Enforcing Freedom

Drug Courts, Therapeutic Communities, and the Intimacies of the State

Kerwin Kaye

Columbia University Press

Enforcing Freedom

Pub Date: December 2019

ISBN: 9780231172899

360 Pages

Format: Paperback

List Price: $35.00£27.00

Pub Date: December 2019

ISBN: 9780231172882

360 Pages

Format: Hardcover

List Price: $105.00£81.00

Pub Date: December 2019

ISBN: 9780231547093

360 Pages

Format: E-book

List Price: $34.99£27.00

Enforcing Freedom

Drug Courts, Therapeutic Communities, and the Intimacies of the State

Kerwin Kaye

Columbia University Press

In 1989, the first drug-treatment court was established in Florida, inaugurating an era of state-supervised rehabilitation. Such courts have frequently been seen as a humane alternative to incarceration and the war on drugs. Enforcing Freedom offers an ethnographic account of drug courts and mandatory treatment centers as a system of coercion, demonstrating how the state uses notions of rehabilitation as a means of social regulation.

Situating drug courts in a long line of state projects of race and class control, Kerwin Kaye details the ways in which the violence of the state is framed as beneficial for those subjected to it. He explores how courts decide whether to release or incarcerate participants using nominally colorblind criteria that draw on racialized imagery. Rehabilitation is defined as preparation for low-wage labor and the destruction of community ties with “bad influences,” a process that turns participants against one another. At the same time, Kaye points toward the complex ways in which participants negotiate state control in relation to other forms of constraint in their lives, sometimes embracing the state’s salutary violence as a means of countering their impoverishment. Simultaneously sensitive to ethnographic detail and theoretical implications, Enforcing Freedom offers a critical perspective on the punitive side of criminal-justice reform and points toward alternative paths forward.
In Enforcing Freedom, Kaye masterfully shows how drug courts and associated therapeutic communities update concepts of cultures of poverty and biological race with contemporary idioms of addiction as brain disease and welfare dependency. Blending political and historical analysis of U.S. drug war and rehabilitation ideologies with keen ethnographic observation, this book is a must-read to understand the seduction of drug courts as a false alternative to racialized mass incarceration. Helena Hansen, author of Addicted to Christ: Remaking Men in Puerto Rican Pentecostal Drug Ministries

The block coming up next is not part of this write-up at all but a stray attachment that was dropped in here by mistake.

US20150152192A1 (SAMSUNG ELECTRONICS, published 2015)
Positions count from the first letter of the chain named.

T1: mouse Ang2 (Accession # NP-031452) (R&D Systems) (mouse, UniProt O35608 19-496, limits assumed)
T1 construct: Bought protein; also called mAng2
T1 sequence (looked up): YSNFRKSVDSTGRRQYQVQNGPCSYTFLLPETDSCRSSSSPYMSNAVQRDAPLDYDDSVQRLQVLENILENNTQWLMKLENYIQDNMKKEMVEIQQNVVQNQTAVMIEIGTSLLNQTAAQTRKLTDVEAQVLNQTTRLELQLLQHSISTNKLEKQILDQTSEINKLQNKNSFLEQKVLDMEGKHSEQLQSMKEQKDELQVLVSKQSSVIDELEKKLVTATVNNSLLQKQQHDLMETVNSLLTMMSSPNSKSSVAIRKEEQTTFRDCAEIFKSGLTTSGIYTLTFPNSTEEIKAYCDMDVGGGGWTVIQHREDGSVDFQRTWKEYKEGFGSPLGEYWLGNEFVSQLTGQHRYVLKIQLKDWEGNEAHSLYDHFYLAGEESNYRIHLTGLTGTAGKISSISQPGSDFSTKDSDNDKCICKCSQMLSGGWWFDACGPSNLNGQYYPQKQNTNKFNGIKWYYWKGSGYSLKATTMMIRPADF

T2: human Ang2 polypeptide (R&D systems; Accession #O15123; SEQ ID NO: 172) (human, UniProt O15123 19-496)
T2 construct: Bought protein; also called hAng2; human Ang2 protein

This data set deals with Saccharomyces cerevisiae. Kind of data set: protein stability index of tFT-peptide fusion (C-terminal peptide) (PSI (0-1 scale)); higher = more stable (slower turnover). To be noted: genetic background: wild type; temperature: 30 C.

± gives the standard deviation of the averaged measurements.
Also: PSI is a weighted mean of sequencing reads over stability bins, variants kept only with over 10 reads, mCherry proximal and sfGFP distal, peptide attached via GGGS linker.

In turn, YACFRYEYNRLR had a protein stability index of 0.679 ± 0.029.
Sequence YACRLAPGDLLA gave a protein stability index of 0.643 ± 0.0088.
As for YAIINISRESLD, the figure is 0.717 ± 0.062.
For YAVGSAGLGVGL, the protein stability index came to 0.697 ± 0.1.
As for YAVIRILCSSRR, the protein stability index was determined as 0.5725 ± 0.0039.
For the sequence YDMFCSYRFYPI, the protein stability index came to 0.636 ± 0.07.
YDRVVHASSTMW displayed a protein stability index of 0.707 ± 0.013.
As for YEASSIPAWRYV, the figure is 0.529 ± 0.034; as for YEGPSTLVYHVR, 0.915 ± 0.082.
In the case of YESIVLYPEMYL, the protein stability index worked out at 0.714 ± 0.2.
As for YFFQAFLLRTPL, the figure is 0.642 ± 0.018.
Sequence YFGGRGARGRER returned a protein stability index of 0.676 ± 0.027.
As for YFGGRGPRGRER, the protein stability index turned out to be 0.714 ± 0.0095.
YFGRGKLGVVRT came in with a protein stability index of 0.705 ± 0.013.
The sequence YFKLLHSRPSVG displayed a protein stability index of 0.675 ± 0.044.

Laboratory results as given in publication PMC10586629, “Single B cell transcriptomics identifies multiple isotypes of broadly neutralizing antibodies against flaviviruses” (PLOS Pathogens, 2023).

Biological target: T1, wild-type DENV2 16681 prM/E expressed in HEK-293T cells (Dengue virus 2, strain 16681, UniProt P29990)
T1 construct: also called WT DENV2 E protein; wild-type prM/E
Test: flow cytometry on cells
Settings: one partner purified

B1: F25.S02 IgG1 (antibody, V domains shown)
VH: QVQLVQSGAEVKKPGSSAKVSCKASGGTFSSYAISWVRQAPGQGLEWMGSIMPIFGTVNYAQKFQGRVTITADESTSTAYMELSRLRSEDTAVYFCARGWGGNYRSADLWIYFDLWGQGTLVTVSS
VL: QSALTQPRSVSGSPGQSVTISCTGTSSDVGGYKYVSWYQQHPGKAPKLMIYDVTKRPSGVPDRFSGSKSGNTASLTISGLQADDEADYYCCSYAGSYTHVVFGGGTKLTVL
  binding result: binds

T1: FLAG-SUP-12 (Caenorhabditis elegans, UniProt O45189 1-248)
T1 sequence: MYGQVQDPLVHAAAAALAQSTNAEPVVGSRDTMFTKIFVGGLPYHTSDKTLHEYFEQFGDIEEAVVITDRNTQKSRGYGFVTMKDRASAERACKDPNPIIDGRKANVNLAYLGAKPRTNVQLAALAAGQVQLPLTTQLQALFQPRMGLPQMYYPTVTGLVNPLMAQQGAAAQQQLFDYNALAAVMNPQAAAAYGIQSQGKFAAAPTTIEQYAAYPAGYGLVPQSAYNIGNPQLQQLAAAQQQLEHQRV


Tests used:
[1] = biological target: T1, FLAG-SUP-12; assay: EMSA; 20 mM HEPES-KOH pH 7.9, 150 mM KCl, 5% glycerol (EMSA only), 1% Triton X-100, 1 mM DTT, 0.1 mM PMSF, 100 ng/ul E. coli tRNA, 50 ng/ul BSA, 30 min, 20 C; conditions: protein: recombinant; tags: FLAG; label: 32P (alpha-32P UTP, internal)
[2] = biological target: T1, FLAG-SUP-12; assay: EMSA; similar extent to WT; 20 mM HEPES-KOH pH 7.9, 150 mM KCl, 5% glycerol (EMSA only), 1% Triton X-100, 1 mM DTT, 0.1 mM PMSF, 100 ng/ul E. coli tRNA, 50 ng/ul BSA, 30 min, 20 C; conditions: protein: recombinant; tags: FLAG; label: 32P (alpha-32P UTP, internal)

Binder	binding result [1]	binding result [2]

Kaye has written an important, insightful, and nuanced ethnographic study of urban drug courts and, more unusually, the privatized therapeutic communities upon which they rely to deliver drug treatment services. His unique examination of the arms-length relationship between these somewhat mysterious private treatment providers and the formal court system is revelatory and spot on. While he provides a highly critical analysis, Kaye also makes a number of thoughtful ‘real world’ policy recommendations that build on and flow from his findings, and that will appeal to judicial and treatment policymakers. Michael Jacobson, author of Downsizing Prisons: How to Reduce Crime and End Mass Incarceration
Kerwin Kaye examines how American institutions that govern illegal drug use, especially drug courts and treatment programs, define and treat 'addiction.' This book offers new findings that show how efforts at drug control regulate citizenship and reflect racial and gender politics, ultimately revealing the intimate character of neoliberal state governance. Allison McKim, author of Addicted to Rehab: Race, Gender, and Drugs in the Era of Mass Incarceration
Kaye not only explodes the neoliberal mythology of the beneficence of drug courts and other diversion schemes but also lays bare their continuing coercive and even brutalizing potential. Supporters and skeptics of drug courts alike will find much to consider in this forceful ethnography. And all of us who are interested in envisioning a post–War on Drugs United States should seriously consider Kaye’s suggestions. Samuel Kelton Roberts Jr., author of Infectious Fear: Politics, Disease, and the Health Effects of Segregation
Acknowledgments
1. Policing Addiction in a New Era of Therapeutic Jurisprudence
2. Drug Court Paternalism and the Management of Threat
3. Today Is the First Day of the Rest of Your Life: Rehabilitative Practice within Therapeutic Communities and the History of Synanon
4. Control and Agency in Contemporary Therapeutic Communities
5. Gender, Sexuality, and the Drugs Lifestyle
6. Retrenchment and Reform in the War on Drugs
Notes
References
Index

About the Author

Kerwin Kaye is associate professor of sociology, American studies, and feminist, gender, and sexuality studies at Wesleyan University.